President Biden signs “Emmett Till Antilynching Act,” making lynching a federal hate crime. March 2022
AFTER MORE THAN 120 YEARS OF FAILED ATTEMPTS IN CONGRESS
Until now, Congress failed more than 200 times to make lynching a federal hate crime, ending what Senate Majority Leader Chuck Schumer called a “bitter stain” on American legislative history. “To the family of Emmett Till…thank you for never giving up,” Biden said during the bill’s Rose Garden signing ceremony. “We remain in awe of your courage to find purpose through your pain.” The president declared,
“No federal law expressly prohibited lynching—none—until today.”
He also called out past U.S. politicians for repeatedly failing to pass federal anti-lynching laws even as thousands of Black people were lynched, noting, “That’s a lotta folk, man—and a lotta silence for a long time.”
Biden celebrated the House passing the act back in February 2020 as “overdue…for more than a century,” while he was still on the campaign trail as a Democratic candidate for president. That year, the bill was blocked in the Senate by Kentucky Republican senator Rand Paul, who said the bill’s definition of lynching was too broad and would “cheapen the meaning” of the crime. The push was renewed under Biden’s presidency, put forward in the Senate—with slightly tweaked language—by Democratic senator Cory Booker and the chamber’s only Black Republican, South Carolina’s Tim Scott. This time, Paul approved.
The law is named in honor of 14-year-old Emmett Till, the victim of one of the most heinous lynching cases in U.S. history.
Is Carolyn Bryant still alive?
It’s believed Carolyn is still alive today, and if so, she would be 88 years old. Details of her life and her whereabouts have been kept private by her family, though it’s been said that Carolyn was in poor health prior to the publishing of Timothy Tyson’s book.
The memory of Emmett Till is still an uphill battle.
While a new ABC limited series, Women of the Movement, is shining a light on Emmett Till’s story, there is still much to be done. The grocery store where Emmett allegedly accosted Carolyn is in ruins, but its owners refuse to sell it. In August 2018, The Clarion-Ledger reported that the selling price of the dilapidated building is a whopping $4 million. That’s ridiculous and feels pretty calculated and cruel.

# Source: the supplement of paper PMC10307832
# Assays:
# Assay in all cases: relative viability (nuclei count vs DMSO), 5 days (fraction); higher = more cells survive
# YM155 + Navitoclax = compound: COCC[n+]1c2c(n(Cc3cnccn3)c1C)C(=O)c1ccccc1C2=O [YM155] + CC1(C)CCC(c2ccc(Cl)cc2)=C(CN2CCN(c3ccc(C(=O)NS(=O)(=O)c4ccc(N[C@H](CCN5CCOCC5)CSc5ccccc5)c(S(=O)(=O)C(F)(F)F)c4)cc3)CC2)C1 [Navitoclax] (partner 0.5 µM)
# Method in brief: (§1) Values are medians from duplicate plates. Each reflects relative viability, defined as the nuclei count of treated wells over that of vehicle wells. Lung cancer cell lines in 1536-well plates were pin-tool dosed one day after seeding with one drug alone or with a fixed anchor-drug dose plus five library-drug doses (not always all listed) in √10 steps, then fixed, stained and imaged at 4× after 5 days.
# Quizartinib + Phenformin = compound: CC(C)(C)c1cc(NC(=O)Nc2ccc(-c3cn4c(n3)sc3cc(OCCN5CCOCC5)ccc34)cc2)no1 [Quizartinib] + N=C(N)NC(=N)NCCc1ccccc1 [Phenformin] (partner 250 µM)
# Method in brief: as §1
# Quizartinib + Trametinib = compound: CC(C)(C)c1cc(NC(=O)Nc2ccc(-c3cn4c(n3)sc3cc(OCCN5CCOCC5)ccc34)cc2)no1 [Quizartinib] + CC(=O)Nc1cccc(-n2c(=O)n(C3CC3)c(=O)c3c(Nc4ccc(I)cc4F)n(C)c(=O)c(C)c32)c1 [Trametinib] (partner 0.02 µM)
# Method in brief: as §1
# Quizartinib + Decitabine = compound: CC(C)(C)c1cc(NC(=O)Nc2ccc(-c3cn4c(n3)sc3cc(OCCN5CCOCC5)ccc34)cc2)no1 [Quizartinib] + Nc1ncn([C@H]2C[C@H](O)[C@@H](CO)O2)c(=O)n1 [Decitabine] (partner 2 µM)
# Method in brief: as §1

“A team, including acclaimed filmmaker and Emmett Till historian, Keith Beauchamp – searching a Mississippi courthouse basement for evidence about the lynching of Till, a murdered Chicago teenager, has found the unserved warrant charging a White woman, Carolyn Bryant, in his 1955 kidnapping.”
Till’s family are calling for her arrest 70 years later. Bryant is reported to be living in North Carolina.
Arrest warrant for woman who accused Emmett Till found nearly 70 years later in court basement
“A team searching the basement of a Mississippi courthouse for evidence about the lynching of Black teenager Emmett Till has found the unserved warrant charging a White woman in his 1955 kidnapping, and Till’s relatives who initiated the search want authorities to finally arrest her nearly 70 years later.
A warrant for the arrest of Carolyn Bryant Donham — identified as “Mrs. Roy Bryant” on the document — was discovered last week inside a file folder that had been placed in a box, Leflore County Circuit Clerk Elmus Stockstill told The Associated Press on Wednesday. This undated photo shows Emmett Louis Till, a 14-year-old Black Chicago boy who was kidnapped, tortured, and murdered in 1955 after he allegedly whistled at a White woman in Mississippi.
Documents are kept inside boxes by decade, he said, but there was nothing else to indicate where the warrant, dated August 29, 1955, might have been.
The search was started by the Emmett Till Legacy Foundation and included two members of Till’s family: Cousin Deborah Watts, head of the Foundation; and her daughter, Teri Watts. They want authorities to use the warrant to arrest Donham, who at the time of the slaying was married to one of two White men tried and acquitted just weeks after Till was abducted from a relative’s home, killed, and dumped into a river.